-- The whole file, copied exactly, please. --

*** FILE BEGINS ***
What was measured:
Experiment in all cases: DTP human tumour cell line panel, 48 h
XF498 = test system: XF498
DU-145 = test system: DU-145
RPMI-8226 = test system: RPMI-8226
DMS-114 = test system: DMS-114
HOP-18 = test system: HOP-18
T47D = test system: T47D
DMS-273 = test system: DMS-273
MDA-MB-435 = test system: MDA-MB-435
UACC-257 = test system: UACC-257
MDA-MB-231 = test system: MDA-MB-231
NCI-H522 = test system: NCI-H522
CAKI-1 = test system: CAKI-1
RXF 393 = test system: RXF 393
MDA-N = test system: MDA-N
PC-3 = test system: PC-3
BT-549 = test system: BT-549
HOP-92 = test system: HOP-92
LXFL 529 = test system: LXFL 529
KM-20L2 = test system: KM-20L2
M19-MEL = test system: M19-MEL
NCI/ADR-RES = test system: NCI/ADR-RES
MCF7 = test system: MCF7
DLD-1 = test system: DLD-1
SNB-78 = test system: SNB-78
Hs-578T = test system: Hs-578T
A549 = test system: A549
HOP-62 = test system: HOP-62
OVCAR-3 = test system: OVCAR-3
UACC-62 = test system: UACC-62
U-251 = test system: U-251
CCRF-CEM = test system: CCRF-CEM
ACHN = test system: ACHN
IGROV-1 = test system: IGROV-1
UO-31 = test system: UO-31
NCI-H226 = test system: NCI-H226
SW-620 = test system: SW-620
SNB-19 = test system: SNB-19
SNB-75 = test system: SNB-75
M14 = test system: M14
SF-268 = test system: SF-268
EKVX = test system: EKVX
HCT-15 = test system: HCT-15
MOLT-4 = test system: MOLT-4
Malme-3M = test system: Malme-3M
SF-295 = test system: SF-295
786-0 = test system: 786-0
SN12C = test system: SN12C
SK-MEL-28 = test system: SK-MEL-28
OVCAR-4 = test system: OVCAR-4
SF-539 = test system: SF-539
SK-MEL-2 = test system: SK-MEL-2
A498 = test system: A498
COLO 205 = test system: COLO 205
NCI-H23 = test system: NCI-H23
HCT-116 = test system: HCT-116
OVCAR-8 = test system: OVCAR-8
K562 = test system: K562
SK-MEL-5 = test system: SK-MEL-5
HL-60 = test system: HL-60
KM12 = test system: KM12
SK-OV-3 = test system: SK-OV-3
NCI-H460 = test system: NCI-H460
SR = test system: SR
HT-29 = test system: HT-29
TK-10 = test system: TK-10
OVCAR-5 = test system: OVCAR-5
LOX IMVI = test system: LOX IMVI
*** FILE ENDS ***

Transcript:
What was measured:
Experiment in all cases: DTP human tumour cell line panel, 48 h
XF498 = test system: XF498
DU-145 = test system: DU-145
RPMI-8226 = test system: RPMI-8226
DMS-114 = test system: DMS-114
HOP-18 = test system: HOP-18
T47D = test system: T47D
DMS-273 = test system: DMS-273
MDA-MB-435 = test system: MDA-MB-435
UACC-257 = test system: UACC-257
MDA-MB-231 = test system: MDA-MB-231
NCI-H522 = test system: NCI-H522
CAKI-1 = test system: CAKI-1
RXF 393 = test system: RXF 393
MDA-N = test system: MDA-N
PC-3 = test system: PC-3
BT-549 = test system: BT-549
HOP-92 = test system: HOP-92
LXFL 529 = test system: LXFL 529
KM-20L2 = test system: KM-20L2
M19-MEL = test system: M19-MEL
NCI/ADR-RES = test system: NCI/ADR-RES
MCF7 = test system: MCF7
DLD-1 = test system: DLD-1
SNB-78 = test system: SNB-78
Hs-578T = test system: Hs-578T
A549 = test system: A549
HOP-62 = test system: HOP-62
OVCAR-3 = test system: OVCAR-3
UACC-62 = test system: UACC-62
U-251 = test system: U-251
CCRF-CEM = test system: CCRF-CEM
ACHN = test system: ACHN
IGROV-1 = test system: IGROV-1
UO-31 = test system: UO-31
NCI-H226 = test system: NCI-H226
SW-620 = test system: SW-620
SNB-19 = test system: SNB-19
SNB-75 = test system: SNB-75
M14 = test system: M14
SF-268 = test system: SF-268
EKVX = test system: EKVX
HCT-15 = test system: HCT-15
MOLT-4 = test system: MOLT-4
Malme-3M = test system: Malme-3M
SF-295 = test system: SF-295
786-0 = test system: 786-0
SN12C = test system: SN12C
SK-MEL-28 = test system: SK-MEL-28
OVCAR-4 = test system: OVCAR-4
SF-539 = test system: SF-539
SK-MEL-2 = test system: SK-MEL-2
A498 = test system: A498
COLO 205 = test system: COLO 205
NCI-H23 = test system: NCI-H23
HCT-116 = test system: HCT-116
OVCAR-8 = test system: OVCAR-8
K562 = test system: K562
SK-MEL-5 = test system: SK-MEL-5
HL-60 = test system: HL-60
KM12 = test system: KM12
SK-OV-3 = test system: SK-OV-3
NCI-H460 = test system: NCI-H460
SR = test system: SR
HT-29 = test system: HT-29
TK-10 = test system: TK-10
OVCAR-5 = test system: OVCAR-5
LOX IMVI = test system: LOX IMVI